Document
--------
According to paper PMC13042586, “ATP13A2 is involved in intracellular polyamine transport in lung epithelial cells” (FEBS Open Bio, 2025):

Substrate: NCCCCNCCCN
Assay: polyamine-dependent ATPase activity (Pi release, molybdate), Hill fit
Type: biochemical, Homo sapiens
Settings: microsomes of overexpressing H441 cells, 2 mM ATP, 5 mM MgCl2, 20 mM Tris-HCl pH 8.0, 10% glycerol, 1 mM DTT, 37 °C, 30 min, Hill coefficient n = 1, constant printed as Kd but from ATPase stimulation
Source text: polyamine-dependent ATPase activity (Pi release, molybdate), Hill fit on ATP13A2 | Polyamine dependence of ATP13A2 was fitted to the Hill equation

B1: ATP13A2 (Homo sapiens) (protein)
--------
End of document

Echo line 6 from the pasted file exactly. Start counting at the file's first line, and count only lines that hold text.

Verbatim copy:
Source text: polyamine-dependent ATPase activity (Pi release, molybdate), Hill fit on ATP13A2 | Polyamine dependence of ATP13A2 was fitted to the Hill equation